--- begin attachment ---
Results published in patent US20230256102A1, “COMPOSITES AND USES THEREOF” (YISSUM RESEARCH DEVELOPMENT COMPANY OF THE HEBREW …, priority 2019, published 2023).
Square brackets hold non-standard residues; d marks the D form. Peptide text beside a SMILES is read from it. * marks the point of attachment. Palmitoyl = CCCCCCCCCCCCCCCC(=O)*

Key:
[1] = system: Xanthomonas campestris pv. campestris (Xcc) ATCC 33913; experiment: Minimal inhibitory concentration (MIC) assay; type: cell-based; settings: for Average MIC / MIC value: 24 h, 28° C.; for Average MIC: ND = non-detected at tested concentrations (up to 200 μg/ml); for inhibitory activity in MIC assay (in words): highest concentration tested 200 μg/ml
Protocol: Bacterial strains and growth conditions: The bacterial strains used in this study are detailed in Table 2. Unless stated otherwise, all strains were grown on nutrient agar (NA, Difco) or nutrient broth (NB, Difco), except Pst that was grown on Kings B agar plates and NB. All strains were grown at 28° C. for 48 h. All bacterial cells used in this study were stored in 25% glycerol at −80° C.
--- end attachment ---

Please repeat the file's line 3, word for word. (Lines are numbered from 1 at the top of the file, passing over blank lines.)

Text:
Key: